Charlie Quarterman says that when he heard he had made the selection for Corratec’s Giro d’Italia squad it seemed almost too good to be true.
The British rider joined Italian ProTeam Corratec at the start of the current season, after spending time with Philippe Wagner Cycling, which followed being dropped by Trek-Segafredo. Quarterman from Oxford told Cycling Weekly that finding out he would be making his Grand Tour debut this weekend was surreal.
“I couldn’t quite believe it really,” Quarterman said. “It’s been months since we found out we were going, and there’s been months of preparation for this race. It was also quite late that I found out, so it’s such a big relief that it’s almost hard to believe and it’s obviously a dream as well.”
Since turning professional, Quarterman developed a formidable reputation in time trialling, and was under-23 British national champion in 2019. He was fifth in the elite time trial behind Ethan Hayter in Castle Douglas at the British national championships last year.
This year’s Giro course is top heavy with time trialling, with more than 70 kilometres of racing against the clock spread over three stages. Quarterman explained to CW that despite his prowess in time trialling, he can bring plenty of other strengths to the Corsa Rosa for Corratec.
“I think I can do a good job, although I haven’t quite got it right in a couple of TT’s this year but the form is much better than it was,” he added. “I’m getting to grips with the TT bike we have… I think they [Corratec] are going to count on me for the breakaways on some of the flatter stages. Another big part of what I do is working for the others, taking the wind and putting them in the right place for the important moments.”
Quarterman explained that he believes his strong performance in a recently completed block of racing in France also helped put him in the picture when it came down to Giro team selection. After getting up the road in two of the three one day races - the Classic Grand Besançon Doubs and the Tour du Doubs - the British rider believes it demonstrated his adaptability across various terrain.
“A couple of weeks ago I did three one day races in France one after the other,” he said. “I managed to get in the breakaway on two of the three days which were in the hills, so not really profiles for me actually.”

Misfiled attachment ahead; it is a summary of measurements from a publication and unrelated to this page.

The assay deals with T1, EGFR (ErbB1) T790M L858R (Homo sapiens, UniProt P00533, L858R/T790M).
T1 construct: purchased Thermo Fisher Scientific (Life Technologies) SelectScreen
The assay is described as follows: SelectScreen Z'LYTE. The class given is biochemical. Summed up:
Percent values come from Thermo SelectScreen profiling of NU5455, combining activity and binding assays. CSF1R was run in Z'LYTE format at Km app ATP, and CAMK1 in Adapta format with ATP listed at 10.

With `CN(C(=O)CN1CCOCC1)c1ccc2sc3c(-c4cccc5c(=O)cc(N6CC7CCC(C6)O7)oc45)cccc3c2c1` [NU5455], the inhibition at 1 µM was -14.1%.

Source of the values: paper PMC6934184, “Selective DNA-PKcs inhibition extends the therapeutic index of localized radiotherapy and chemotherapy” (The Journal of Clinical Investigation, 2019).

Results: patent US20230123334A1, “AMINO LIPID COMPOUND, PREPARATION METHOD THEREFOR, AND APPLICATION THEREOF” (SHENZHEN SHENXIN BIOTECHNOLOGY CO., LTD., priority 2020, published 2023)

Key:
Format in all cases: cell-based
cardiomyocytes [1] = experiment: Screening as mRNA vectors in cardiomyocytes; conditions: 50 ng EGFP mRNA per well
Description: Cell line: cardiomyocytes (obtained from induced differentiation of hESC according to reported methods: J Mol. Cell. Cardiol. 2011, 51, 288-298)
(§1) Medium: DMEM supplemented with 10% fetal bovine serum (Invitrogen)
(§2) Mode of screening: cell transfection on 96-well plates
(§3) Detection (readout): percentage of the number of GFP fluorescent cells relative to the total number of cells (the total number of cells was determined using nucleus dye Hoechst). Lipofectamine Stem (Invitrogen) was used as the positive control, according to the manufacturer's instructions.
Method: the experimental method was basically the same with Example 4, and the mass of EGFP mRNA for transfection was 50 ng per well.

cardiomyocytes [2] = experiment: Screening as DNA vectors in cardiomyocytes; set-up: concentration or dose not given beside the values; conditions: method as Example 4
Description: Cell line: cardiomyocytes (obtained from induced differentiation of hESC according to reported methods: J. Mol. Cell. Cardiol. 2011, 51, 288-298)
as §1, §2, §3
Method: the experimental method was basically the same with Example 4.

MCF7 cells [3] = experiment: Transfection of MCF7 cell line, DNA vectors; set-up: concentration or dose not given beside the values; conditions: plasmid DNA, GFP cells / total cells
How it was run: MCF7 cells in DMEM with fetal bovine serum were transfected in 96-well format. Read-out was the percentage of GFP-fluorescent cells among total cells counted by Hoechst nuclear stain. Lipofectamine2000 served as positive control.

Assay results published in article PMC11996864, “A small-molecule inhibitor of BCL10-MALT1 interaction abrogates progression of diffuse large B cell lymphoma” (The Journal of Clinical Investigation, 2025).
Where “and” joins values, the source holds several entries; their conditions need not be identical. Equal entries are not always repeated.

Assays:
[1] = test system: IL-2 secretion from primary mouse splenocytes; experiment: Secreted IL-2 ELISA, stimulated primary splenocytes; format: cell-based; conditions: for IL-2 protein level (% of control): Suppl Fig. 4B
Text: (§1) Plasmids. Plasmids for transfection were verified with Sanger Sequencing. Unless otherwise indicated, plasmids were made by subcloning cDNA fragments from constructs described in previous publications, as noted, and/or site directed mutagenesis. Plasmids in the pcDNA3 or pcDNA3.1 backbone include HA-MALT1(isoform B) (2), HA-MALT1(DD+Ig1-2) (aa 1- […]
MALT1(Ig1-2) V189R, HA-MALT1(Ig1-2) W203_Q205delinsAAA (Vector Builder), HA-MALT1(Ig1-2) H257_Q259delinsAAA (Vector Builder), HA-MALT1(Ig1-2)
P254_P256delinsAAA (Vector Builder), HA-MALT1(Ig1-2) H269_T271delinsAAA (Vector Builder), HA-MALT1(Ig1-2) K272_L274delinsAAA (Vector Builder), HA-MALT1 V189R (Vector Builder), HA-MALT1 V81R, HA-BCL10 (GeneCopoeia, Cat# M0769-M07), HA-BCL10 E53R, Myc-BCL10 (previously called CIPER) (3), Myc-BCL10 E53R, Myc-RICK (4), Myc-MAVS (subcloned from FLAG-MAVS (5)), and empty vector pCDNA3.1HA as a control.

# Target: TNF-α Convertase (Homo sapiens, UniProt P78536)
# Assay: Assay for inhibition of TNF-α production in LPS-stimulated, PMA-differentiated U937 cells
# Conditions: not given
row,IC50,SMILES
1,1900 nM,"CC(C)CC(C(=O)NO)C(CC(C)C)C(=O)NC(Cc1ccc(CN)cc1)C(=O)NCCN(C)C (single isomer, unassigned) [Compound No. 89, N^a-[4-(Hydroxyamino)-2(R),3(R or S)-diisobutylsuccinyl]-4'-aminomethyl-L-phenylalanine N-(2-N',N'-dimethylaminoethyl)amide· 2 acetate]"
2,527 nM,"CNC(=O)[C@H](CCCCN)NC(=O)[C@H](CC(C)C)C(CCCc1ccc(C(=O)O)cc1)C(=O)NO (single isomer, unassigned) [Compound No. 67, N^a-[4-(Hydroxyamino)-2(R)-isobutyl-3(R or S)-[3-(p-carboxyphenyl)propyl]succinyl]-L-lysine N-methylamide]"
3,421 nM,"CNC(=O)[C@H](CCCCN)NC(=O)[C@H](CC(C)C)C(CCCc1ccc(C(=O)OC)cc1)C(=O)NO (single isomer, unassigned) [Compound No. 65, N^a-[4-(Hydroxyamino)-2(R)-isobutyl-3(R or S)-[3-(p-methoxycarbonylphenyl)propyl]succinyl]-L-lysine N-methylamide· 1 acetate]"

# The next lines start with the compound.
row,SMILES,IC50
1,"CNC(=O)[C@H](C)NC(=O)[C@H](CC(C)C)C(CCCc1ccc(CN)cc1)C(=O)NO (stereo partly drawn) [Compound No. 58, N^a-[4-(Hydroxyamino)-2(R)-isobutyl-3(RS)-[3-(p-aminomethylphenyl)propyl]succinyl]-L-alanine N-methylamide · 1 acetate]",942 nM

“I think that made quite a big difference, as it showed that I’m able to deal with all the things that can get thrown at us in these races and get in the breakaway. It’s something I’m not really used to, even though it suits my riding style… If we ignore the first race of the year in Argentina where I got cooked in the heat, I think I’ve shown my ability to recover pretty well in stage races and on some of the climbs.”
“Things have always been going in the right direction, but it’s probably getting in these breakaways in the last few races that’s shown everything is getting better building up towards the Giro,” Quarterman added.
After spending two years on the WorldTour with Trek-Segafredo, Quarterman was forced to drop to amateur level with Philippe Wagner cycling for 2022.
During his time spent at that level, the Oxford-born rider explained that riding in a Grand Tour peloton seemed so far out of reach that it didn’t even enter his mind. Instead, Quarterman kept his focus firmly on earning another professional contract, which he was rewarded with when Corratec came calling.
“I wasn’t even thinking about it to be honest,” Quarterman said. “The main thing was just to find another professional contract to enable me to continue living this dream… It was only once I started racing this year that I started to realise it was a possibility. There were moments where it would have felt really far away, although it was so far away that I didn’t even consider it.”
Quarterman joked that he could “write a book” on his experiences in cycling in recent years, but said the biggest lesson he’s learned is to focus on himself, and then the results will follow.
“I think looking after myself, and realising that everything counts has been key for me,” he explained. “It’s the little details that make the difference in some of these races. It’s the small things on and off the bike that you do throughout the year that end up making a big difference. Whether it’s daily stretching or regular visits to the osteopath, these kinds of things can change a lot.”
“When I signed for Trek, I was signed mostly for the physical potential I guess,” he added. “Although I’d been working really hard too. I don’t think I quite realised at times how many 1000’s of people want to be in that position. So when you fall back down and have to work your way back up, you realise how hard it is, and how fortunate we are to be here really.”
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